Daniel Perlmutter was riding public transit a few months ago when his cellphone rang. He didn't recognize the number and, amid the urban cacophony, actually had to get off the bus to properly listen to the message.
He was very glad he did. Actor Eugene Levy – a bankable veteran of more than 50 Hollywood films, including American Pie and Best in Show, had chosen to mentor him as part of a joint program involving the National Arts Centre, the Governor-General's Performing Arts Awards and (this year), the Canadian Film Centre.
The mentorship is given to one recipient a year and the terms are flexible, although it does come with a $5,000 stipend. Essentially, Perlmutter says, it's whatever the two parties decide to make of it. So far, it's meant a single breakfast with Levy and a follow-up chat this week.
But Perlmutter is not complaining. Over breakfast at Toronto's Patachou, he says Levy "humbly offered wonderful suggestions" for changes in the draft script of Fit to Print, Perlmutter's projected, $1.5-million feature film – about a struggling small-town newspaper editor who starts inventing stories in order to boost circulation. The second draft, incorporating those ideas, is just days away from completion. Not surprisingly, perhaps, Perlmutter, 35, has written a part in the film that he hopes to convince Levy, 64, to play.
The Globe and Mail's Michael Posner sat down with mentor and mentee on the lawn of the Film Centre.
Have you ever done this mentorship thing before?
Levy: No – and I shouldn't have done it. I have no idea what I'm doing, to be honest. But it's a little late now.
You've read Daniel's script? What did you think?
Levy: It was a great first draft with lovely subject matter that I found funny and charming.
Perlmutter: The second draft is a different beast. A lot more grounded, more real.
How many American Pie films have you seen?
Perlmutter: Just one – the first.
Levy: [Levy has appeared in seven other films based on the American Pie story, four of which went straight to DVD.] The last four were done for money. They made me an offer I couldn't refuse. I've never seen them. But if you're going to see one, the first one is the one to see. I don't enjoy seeing myself on screen, but I was pleasantly surprised by the first American Pie when it came out.
I told my wife when we went to the premiere that I thought my scenes were kind of funny, but I wasn't sure I'd enjoy the entire film. But we realized right off the top this was a really great movie – done with intelligence, with a fantastic cast. American Pie was originally called East Great Falls High and when we shot it, I was actually shooting another film called American Pie.
Growing up, what films or TV shows of Mr. Levy's influenced you?
Perlmutter: SCTV was everything to me. It was a magical thing to catch that. In my house, TV was very restricted, so I'd have to sneak it in, when my parents were out. The show seemed to be always changing, but yet its universe was consistent.
Who were your favourite characters to play?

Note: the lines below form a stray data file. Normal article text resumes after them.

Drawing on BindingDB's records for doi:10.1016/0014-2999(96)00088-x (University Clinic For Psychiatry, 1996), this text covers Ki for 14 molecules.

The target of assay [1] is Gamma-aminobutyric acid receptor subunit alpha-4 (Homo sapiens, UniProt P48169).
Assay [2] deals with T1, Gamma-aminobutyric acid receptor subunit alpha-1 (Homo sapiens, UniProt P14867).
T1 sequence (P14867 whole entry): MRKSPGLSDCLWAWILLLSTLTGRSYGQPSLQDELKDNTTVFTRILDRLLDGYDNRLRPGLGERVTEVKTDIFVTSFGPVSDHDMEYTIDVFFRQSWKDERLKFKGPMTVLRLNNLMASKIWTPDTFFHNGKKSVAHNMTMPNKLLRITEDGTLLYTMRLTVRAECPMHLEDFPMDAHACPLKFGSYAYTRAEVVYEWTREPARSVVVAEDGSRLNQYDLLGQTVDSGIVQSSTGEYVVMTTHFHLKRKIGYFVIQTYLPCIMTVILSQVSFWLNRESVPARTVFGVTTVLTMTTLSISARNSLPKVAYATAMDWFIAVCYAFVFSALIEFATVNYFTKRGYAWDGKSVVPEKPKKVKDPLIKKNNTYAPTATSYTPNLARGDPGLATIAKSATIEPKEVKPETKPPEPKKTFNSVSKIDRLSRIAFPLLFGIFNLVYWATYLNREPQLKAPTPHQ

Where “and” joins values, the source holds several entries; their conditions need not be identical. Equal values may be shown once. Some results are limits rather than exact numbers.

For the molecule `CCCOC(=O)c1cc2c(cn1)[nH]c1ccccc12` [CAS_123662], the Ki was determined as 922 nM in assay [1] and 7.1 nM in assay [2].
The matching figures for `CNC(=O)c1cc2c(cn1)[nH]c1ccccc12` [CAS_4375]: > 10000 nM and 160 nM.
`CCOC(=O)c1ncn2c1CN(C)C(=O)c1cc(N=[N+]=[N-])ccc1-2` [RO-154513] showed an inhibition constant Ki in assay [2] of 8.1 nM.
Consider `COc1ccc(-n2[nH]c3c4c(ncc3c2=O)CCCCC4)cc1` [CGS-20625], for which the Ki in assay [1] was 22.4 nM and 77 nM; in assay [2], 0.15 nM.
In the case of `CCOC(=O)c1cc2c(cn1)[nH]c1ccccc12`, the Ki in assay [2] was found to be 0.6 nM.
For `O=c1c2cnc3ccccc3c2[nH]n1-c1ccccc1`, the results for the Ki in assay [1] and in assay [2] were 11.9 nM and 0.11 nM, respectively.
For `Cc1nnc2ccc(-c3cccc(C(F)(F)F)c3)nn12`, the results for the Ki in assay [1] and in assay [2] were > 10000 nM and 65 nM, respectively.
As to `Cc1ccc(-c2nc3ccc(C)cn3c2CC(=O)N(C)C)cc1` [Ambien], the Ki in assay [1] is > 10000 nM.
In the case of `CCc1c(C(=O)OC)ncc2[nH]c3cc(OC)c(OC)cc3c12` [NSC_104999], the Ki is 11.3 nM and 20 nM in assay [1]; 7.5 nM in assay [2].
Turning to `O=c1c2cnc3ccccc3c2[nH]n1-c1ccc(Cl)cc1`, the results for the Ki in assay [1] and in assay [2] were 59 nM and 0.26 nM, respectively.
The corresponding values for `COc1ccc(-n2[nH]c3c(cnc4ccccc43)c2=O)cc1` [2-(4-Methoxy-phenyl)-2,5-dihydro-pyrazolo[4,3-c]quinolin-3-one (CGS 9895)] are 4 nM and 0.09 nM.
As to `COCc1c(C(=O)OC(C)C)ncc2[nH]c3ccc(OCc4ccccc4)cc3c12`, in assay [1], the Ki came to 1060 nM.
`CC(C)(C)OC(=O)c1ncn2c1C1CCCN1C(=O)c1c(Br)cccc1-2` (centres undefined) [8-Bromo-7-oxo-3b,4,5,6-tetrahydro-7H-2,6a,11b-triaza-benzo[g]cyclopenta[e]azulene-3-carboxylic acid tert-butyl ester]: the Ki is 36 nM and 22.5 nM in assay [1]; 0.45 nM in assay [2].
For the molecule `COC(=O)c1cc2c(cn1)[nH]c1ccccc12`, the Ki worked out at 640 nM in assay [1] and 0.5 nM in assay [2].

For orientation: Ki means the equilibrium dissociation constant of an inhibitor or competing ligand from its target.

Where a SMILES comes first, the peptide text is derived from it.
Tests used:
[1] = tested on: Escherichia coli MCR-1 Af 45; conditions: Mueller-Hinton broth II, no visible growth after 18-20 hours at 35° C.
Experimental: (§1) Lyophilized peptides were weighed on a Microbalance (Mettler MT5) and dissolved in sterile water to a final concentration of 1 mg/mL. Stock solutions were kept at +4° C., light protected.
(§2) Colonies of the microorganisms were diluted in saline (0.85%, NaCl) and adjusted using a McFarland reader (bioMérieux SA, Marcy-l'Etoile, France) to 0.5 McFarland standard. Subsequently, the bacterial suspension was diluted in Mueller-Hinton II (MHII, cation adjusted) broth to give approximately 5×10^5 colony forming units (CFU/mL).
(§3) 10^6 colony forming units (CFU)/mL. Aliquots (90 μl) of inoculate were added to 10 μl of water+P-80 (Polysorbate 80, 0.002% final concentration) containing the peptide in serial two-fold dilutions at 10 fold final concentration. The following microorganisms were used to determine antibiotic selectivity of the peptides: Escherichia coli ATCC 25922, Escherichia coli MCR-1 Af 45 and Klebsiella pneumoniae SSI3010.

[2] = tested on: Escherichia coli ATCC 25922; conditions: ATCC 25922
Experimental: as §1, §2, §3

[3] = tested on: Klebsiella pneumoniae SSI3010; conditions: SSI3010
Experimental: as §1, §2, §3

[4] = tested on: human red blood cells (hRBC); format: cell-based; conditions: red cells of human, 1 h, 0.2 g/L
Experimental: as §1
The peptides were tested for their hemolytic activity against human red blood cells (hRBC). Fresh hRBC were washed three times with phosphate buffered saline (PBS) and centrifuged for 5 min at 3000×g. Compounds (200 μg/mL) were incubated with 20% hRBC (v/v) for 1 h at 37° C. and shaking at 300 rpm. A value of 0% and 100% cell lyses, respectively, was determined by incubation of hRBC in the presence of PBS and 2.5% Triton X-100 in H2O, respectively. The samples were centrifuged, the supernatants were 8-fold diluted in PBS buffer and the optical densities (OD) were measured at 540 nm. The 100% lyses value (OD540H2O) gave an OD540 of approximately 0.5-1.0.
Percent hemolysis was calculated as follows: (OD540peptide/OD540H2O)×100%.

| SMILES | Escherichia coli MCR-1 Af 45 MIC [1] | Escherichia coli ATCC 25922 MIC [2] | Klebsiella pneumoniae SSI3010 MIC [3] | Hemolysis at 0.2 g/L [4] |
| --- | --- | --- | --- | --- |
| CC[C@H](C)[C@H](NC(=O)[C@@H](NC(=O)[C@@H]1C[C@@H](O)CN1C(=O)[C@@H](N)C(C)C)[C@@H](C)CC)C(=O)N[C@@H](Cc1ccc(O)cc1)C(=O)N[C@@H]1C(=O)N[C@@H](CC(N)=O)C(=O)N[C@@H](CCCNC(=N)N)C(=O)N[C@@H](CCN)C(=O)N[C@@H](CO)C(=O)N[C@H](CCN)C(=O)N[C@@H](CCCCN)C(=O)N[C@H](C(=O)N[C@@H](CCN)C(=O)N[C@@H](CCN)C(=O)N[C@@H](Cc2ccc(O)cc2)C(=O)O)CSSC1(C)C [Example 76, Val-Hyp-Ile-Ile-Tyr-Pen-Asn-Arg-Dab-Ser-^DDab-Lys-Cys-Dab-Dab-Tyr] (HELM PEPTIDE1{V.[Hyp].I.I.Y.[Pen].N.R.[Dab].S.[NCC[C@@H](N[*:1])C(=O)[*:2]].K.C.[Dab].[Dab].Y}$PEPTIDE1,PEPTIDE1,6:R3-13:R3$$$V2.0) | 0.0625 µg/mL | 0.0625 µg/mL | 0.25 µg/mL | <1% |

Levy: The regulars were kind of fun – [TV newscaster] Earl Camembert, who I had created with Joe Flaherty at Second City. And Bobby Bittman, the comedian who crashes The Maudlin Show. We created that first as an improv in Pasadena in 1975.
Perlmutter: In a talk you gave, you posed a question about whether comedy was still funny. Because there's so much bad comedy out there, stuff that's lazy or tiring to sit through. Do you still feel that way?
Levy: Well, the stuff I did with Christopher Guest is the kind of stuff I enjoy doing and watching. Grounded comedy, where you are not afraid to go broadside. Chris and I are looking for a new project, but not more of the same – not a fake documentary. Every television program is using that device, badly, so it's not as fresh as it was when we did Waiting for Guffman.
How do you fell about the Judd Apatow school of film comedy?
Perlmutter: I enjoy those films. I'm a fan.
Levy: Freaks and Geeks was one of the great comedies on TV. His films are funny, but at times they possibly appeal to a younger sensibility. He goes to places – the mad diarrhea dash to a toilet – okay, is that the comedy set piece here? Is breaking wind the best way to get a huge laugh? Obviously the answer is yes. It's made him a billionaire.
Perlmutter: Second City was major for you as well.
Levy: Second City was the turning point, comedically, for me – it was the comedy school that was an eye opener. [We learned] very simple ground rules of comedy – always play at the top of your intelligence level. Do everything as smart as you can do it, even if you're writing the cheapest character.
Perlmutter: That's easy to forget.
Levy: Right, and it's why Second City is still going in Chicago, now in its 53rd year, eight shows a week. And in Toronto since 1973 – coming up on 40 years and we opened the first show.
What advice would you give to the next generation of comedy filmmakers?
Levy: There's only one bit of advice, really. You have to do what you think is funny – believe it and put it out there. That's why comedy is hard to talk about, because it's so subjective.
There isn't a right way or a wrong way. But you can't write comedy the way you think someone else would write it. You have to write it the way you live it.
This interview has been condensed and edited.